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    I suppose we could include the chromatic scale, which has everything the OP asks for... – Tim Feb 26 at 5:55
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    @Tim Fair enough! I tend to view the chromatic scale as something like a trivial answer in math. It's definitely an answer, I just often skip over it. – Richard Feb 28 at 2:20
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    I don't understand the use of 'trivial' with reference to maths! Is it like the new 'bad' really means good? I really am getting too old for this..! – Tim Feb 28 at 6:39
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    Got it ! Trivial = trivial = as simple as possible! Just like it always meant ! Your chromatic scald sounds painful. Still time to edit... – Tim Feb 28 at 6:48
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A major chord is composed of a major 3rd and a minor 3rd. So you'd need a scale where 2 and 4 are a major third apart, and 4 and 6 are a minor third apart.

So you can have: b2-4-b6 or 2-#4-6. So the II will be major using a Locrian, Phrygian, or Lydian scale.

A minor chord is a minor 3rd and a major 3rd. So if the scale has b7-b2-4 or 7-2-#4. Again, it's the Locrian, Phrygian, and Lydian.

None of those scales is non-diatonic, so the answer to the last part is a definite no.

EDIT for the comment: All modes are scales, but almost all scales (with the exception of the whole tone and chromatic scale) are also modes, because you will have a different arrangement of intervals between the tones.

Any scale that has b2-4-b6 or 2-#4-6 will have a major chord on the II. So you could include things like the double harmonic scale, or the major phrygian. You could include non-heptatonic scales like the In scale from Japan. The only real criteria is that it contain the given pitches.

And any scale that has b2-4-b7 or 2-#4-7 will have a minor chord on the 7, like the Japanese Insen scale.

Of course, "7" is now a relative thing, because it could actually be the 5th or 9th or 11th note of the scale. And the harmony would no longer be Tertian. But if you're ok with those tweaks, there will be a lot of scales that will meet your criteria.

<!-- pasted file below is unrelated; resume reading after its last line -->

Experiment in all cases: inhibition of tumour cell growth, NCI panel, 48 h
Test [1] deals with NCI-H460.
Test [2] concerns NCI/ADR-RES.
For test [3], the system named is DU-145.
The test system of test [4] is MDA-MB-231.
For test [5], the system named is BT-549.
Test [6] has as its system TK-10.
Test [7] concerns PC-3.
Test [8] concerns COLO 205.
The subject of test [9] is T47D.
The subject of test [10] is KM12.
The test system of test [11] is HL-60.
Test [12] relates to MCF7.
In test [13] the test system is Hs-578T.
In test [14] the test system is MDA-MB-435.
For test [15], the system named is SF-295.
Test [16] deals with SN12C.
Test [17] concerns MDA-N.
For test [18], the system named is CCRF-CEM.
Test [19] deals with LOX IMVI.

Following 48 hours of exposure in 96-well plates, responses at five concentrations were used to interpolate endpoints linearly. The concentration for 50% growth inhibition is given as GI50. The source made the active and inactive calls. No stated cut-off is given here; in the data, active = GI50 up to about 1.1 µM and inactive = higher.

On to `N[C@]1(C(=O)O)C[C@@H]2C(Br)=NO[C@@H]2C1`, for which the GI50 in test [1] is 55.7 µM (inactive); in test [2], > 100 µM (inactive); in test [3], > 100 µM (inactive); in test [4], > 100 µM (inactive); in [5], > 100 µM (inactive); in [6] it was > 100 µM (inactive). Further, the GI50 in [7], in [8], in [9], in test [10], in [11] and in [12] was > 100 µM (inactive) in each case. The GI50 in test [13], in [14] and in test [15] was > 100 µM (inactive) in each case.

• Yes... I forgot that all modes are scales but not all scales are modes. I've clarified the question ... no modes. – Randy Zeitman Feb 26 at 3:09
  • A scale is simply a set of notes played in ascending (and descending) order. – Tim Feb 26 at 5:50
  • Long ago, I wrote your first sentence. (And a minor triad was m3 + M3). And was scolded for it. Was told a major triad was a maj3 and a P5. – Tim Feb 28 at 6:42
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Depending on who you ask, some believe there are hundreds of different scale types. I personally prefer a smaller collection of scale types, - Richard

Let me include those other scale types :)

Which base scales (base scale meaning not modes) have a major chord built on the second note?

A base scale is the mode that is prime in The Rahn Prime Form* Rahn Atonal Prime Form Confusion

-> this makes Locrian the base scale of Major
  • Debussy's Heptatonic: C D Eb Fb Gbb Abbb Bbb
  • Espla's scale: C Db Eb Fb Gbb Abbb Bbbb
  • Locrian: C Db Eb F Gb Ab Bb
  • Locrian Double-flat 3 Double-flat 7: C Db Ebb F Gb Ab Bbb
  • Locrian Double-flat 7: C Db Eb F Gb Ab Bbb
  • Locrian/Aeolian mixed: C Db Ebb Fbb Gbb Abbb Bbbbb
  • Mela Kantamani: C D E F# G Ab Bbb
  • Mela Senavati: C Db Eb F G Ab Bbb
  • Messiaen mode 3: C Db Ebb Fb Gbb Abbb Bbbb
  • Moravian Pistalkova: C D Eb F Gb Ab Bbb
  • Phrygian/Aeolian mixed: C Db Ebb Fbb Gbb Abb

Which scales have a minor chord built on the seventh note?

I am also assuming base scales here*
  • Chromatic Hypodorian: C D Eb Fb G Ab Bbb
  • Debussy's Heptatonic: C D Eb Fb Gbb Abbb Bbb
  • Locrian: C Db Eb F Gb Ab Bb
  • Mela Kantamani: C D E F# G Ab Bbb
  • Mela Mararanjani: C D E F G Ab Bbb
  • Octatonic: C Db Eb Fb Gb Abb Bbb
  • Ultralocrian: C Db Eb Fb Gb Ab Bbb

Must they be non-diatonic?

Locrian fits the diatonic requirement